All of the media attention was focused on the hearing of fired FBI director James Comey, but another hearing took place on Thursday that revealed more explosive and important information: the Obama administration dismantled units that were investigating Iran's network of terror funding.
The Washington Free Beacon reports that David Asher, who works for two national security think tanks and has been advisor to various federal departments over the issue of terror financing, told the House Foreign Affairs Committee that the previous administration "systematically disbanded any internal or external stakeholder action that threatened to derail the administration's policy agenda focused on Iran" — meaning that it was done to preserve the Iran deal.
"We lost much of the altitude we had gained in our global effort, and many aspects including key personnel, who were reassigned, budgets that were slashed — many key elements of the investigations that were underway were undermined," Asher said. "Today we have to deal with the legacy of that and how we rebuild this capability — knowing that you can have a nuclear deal with Iran and you can contain and disrupt their illicit activities."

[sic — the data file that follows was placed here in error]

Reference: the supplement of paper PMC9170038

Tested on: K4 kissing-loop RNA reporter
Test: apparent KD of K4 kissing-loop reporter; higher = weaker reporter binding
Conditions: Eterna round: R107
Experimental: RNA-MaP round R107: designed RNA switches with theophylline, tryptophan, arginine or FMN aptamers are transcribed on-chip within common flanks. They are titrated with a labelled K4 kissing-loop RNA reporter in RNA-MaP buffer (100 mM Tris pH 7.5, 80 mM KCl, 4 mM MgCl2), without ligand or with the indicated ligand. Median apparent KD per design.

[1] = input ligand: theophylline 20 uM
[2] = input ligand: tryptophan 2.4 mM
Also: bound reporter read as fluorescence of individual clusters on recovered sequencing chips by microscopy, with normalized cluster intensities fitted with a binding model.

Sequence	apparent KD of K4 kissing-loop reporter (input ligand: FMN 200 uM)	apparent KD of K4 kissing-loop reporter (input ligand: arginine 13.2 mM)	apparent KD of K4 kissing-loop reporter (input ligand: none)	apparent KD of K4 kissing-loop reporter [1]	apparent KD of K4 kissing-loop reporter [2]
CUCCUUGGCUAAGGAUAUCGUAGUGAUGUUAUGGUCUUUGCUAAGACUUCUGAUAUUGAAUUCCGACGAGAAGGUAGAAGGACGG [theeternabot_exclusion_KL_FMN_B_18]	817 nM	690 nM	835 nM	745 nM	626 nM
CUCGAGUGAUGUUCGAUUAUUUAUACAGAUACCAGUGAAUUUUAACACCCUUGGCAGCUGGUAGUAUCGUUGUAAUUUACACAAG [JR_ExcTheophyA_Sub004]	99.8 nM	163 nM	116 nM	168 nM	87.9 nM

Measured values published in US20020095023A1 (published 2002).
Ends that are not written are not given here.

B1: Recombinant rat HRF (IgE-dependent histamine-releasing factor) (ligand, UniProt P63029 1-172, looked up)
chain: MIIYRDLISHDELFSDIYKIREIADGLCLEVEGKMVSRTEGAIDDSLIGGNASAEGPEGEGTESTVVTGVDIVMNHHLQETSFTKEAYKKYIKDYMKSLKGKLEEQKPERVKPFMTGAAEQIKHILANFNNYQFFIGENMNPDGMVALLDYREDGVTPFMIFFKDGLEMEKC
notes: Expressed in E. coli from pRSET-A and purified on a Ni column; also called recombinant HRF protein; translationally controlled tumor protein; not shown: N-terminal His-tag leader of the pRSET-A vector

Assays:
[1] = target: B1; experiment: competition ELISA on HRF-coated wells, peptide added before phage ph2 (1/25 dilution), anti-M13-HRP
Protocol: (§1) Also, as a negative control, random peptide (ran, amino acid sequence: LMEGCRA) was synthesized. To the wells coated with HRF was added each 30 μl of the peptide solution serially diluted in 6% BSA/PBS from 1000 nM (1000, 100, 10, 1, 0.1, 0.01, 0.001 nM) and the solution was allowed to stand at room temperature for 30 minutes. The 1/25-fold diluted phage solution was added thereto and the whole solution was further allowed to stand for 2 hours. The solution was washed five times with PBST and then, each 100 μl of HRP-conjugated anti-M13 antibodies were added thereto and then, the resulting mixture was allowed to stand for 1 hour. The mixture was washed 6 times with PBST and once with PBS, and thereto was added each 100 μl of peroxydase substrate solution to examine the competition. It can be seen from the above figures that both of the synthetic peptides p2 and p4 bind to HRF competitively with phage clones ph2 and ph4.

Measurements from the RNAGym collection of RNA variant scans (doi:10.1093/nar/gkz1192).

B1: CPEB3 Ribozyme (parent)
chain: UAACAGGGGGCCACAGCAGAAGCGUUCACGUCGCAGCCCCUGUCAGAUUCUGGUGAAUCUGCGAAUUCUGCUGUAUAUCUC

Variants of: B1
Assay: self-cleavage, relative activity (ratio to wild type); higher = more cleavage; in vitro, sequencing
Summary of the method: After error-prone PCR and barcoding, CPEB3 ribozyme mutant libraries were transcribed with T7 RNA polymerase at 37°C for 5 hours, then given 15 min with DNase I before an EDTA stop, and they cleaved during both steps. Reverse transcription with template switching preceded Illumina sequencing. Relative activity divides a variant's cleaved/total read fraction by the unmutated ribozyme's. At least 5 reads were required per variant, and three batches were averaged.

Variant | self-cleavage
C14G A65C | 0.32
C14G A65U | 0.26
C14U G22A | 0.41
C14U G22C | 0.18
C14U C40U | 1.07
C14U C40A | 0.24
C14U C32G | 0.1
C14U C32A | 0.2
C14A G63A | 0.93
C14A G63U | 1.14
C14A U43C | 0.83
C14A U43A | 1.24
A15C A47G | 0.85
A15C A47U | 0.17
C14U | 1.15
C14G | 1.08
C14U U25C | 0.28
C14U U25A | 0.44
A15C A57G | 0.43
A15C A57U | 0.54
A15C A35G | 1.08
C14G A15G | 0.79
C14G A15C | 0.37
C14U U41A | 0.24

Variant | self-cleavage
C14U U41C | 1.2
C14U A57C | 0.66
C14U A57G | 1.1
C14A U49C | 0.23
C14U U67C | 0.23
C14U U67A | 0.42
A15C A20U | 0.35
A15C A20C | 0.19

The consequences of the Obama administration's actions resulted in the United States missing a golden opportunity "to deter, disrupt, and publicly illuminate Hezbollah's global illicit network," the Iranian proxy terror group that had two of its members arrested in the U.S. on Thursday.
But Hezbollah is only one aspect of the terror network that Iran funds, as Syria and Venezuela's governments are also part of Iran's terror financial network. Asher called the collaboration between Iran, Venezuela, Syria and Hezbollah "astonishing."
"The evidentiary base to take down this entire global network exists," Asher said. "The facts are clear."
And yet, the Obama administration hampered efforts to take down the network by dismantling entities investigating it.
"We had operations that were denied overseas," Asher said. "We had funding that was cut. People were making decisions that the counter-terrorism mission and the Iran nuclear deal was a central and all-important element whereas containing Iran's malevolent forces was less important."
This is not the only way the Obama administration has curtailed efforts to crack down on Iranian terrorism: in April, it was reported that the Obama administration stopped investigations into figures that were selling arms and nuclear material to the Iranian regime.
Clearly, the Obama administration's commitment to securing that precious Iran deal caused them to halt efforts cracking down on the regime's terror network, a truly perverse set of priorities.